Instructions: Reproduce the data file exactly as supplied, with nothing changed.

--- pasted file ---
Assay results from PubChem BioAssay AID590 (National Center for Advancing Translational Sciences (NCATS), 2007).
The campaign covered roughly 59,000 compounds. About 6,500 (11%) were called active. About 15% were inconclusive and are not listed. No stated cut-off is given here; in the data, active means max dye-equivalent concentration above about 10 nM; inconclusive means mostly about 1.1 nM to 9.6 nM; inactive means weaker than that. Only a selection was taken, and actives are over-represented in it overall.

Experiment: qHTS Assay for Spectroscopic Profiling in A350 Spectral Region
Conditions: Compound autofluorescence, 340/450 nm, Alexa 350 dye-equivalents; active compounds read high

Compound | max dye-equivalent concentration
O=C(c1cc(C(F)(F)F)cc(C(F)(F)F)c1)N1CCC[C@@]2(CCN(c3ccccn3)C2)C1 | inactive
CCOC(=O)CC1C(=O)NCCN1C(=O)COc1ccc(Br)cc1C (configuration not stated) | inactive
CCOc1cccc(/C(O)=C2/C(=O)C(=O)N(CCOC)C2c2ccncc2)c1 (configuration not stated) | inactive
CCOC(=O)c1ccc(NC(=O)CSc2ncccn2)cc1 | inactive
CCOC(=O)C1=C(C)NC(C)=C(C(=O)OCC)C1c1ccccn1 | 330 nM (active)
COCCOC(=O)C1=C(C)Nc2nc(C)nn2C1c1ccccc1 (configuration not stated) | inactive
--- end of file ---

Assay results from PubChem BioAssay AID590 (National Center for Advancing Translational Sciences (NCATS), 2007).
The campaign covered roughly 59,000 compounds. About 6,500 (11%) were called active. About 15% were inconclusive and are not listed. No stated cut-off is given here; in the data, active means max dye-equivalent concentration above about 10 nM; inconclusive means mostly about 1.1 nM to 9.6 nM; inactive means weaker than that. Only a selection was taken, and actives are over-represented in it overall.

Experiment: qHTS Assay for Spectroscopic Profiling in A350 Spectral Region
Conditions: Compound autofluorescence, 340/450 nm, Alexa 350 dye-equivalents; active compounds read high

Compound | max dye-equivalent concentration
O=C(c1cc(C(F)(F)F)cc(C(F)(F)F)c1)N1CCC[C@@]2(CCN(c3ccccn3)C2)C1 | inactive
CCOC(=O)CC1C(=O)NCCN1C(=O)COc1ccc(Br)cc1C (configuration not stated) | inactive
CCOc1cccc(/C(O)=C2/C(=O)C(=O)N(CCOC)C2c2ccncc2)c1 (configuration not stated) | inactive
CCOC(=O)c1ccc(NC(=O)CSc2ncccn2)cc1 | inactive
CCOC(=O)C1=C(C)NC(C)=C(C(=O)OCC)C1c1ccccn1 | 330 nM (active)
COCCOC(=O)C1=C(C)Nc2nc(C)nn2C1c1ccccc1 (configuration not stated) | inactive